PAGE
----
Living Life Without You Sucks
And Other Rambling Musings
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What can I tell you today?
Living life without you sucks.
Love Sandra Xx
That‘s it Doug!
That’s all I’ve had for the last few weeks when I think I’ll sit and write to you.
My creative brain has left the building… along with my sporadic optimism and my ability to articulate anything else to you other than living life without you sucks.
I may be a tad grumpy.
Right now, I’m sitting beside your spot in the bedroom mindlessly gazing out the window. I guess I could tell you how mesmerised I’ve been by the rain droplets pooling at the tips of the gum leaves before they slide off to the garden below.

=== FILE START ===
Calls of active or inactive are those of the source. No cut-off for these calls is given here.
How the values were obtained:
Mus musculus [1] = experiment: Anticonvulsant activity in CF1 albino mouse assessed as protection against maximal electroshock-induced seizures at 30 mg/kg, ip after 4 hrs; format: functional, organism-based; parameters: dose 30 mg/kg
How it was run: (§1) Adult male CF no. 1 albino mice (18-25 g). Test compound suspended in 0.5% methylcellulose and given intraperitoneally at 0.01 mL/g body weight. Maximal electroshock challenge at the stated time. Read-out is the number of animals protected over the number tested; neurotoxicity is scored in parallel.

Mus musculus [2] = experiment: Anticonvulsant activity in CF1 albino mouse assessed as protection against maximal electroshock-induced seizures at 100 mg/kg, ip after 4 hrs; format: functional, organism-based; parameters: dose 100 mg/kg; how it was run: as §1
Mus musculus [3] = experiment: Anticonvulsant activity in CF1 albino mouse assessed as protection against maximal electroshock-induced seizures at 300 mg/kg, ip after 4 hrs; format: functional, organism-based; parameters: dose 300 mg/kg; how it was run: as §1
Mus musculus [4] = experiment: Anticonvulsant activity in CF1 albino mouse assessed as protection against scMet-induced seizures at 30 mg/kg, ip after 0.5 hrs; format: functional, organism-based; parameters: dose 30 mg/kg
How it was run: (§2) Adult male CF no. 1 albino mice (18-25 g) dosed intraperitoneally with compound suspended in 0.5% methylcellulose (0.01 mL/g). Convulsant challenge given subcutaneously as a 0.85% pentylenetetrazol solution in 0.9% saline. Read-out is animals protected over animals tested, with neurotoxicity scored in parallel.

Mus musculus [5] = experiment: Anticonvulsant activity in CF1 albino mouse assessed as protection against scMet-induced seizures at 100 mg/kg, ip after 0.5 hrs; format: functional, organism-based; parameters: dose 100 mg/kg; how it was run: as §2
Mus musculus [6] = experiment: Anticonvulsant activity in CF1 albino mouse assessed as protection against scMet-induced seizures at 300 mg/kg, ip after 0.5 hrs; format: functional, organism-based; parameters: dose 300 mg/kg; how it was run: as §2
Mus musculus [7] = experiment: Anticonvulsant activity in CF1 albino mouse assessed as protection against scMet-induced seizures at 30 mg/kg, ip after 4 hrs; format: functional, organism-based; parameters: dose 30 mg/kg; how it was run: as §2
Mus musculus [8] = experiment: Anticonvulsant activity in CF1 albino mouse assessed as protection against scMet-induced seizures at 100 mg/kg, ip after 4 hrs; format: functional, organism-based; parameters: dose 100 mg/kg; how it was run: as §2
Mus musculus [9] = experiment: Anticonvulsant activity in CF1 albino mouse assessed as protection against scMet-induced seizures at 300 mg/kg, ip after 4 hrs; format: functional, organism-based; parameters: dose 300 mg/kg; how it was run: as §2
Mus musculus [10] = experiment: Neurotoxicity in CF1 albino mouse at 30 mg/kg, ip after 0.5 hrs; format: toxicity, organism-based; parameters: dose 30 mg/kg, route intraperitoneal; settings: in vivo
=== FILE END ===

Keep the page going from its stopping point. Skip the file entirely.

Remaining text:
It’s quite fascinating when the little flowers and delicate leaves give a little shudder from the droplets. Like a puppy shaking its head and squinting its eyes from the tickling spray of a sprinkler.
You’d give me an eye roll accompanied by raised eyebrows while saying “Really? Like a puppy shaking it’s head?” And then, when you think I wasn’t looking, you’d shake your head at me – you know, like one of those disapproving, slow, side to side Dad shakes of the head. Which could all be translated too – “Honestly Sandra, the shit you come out with never ceases to surprise me!” But you would sit up and have a look out the window any way. If only for the opportunity to elbow me and jibe one more time “Like a puppy?”
I could also tell you that the gum trees have the most subtle clusters of new shoots at the moment. Spindly light green and red tips contrasting against the mature glossy green of mature leaves. They look like pin cushions. But they’re not Pin Cushion Hakeas, they’re gum trees! Go figure? Family trait no doubt.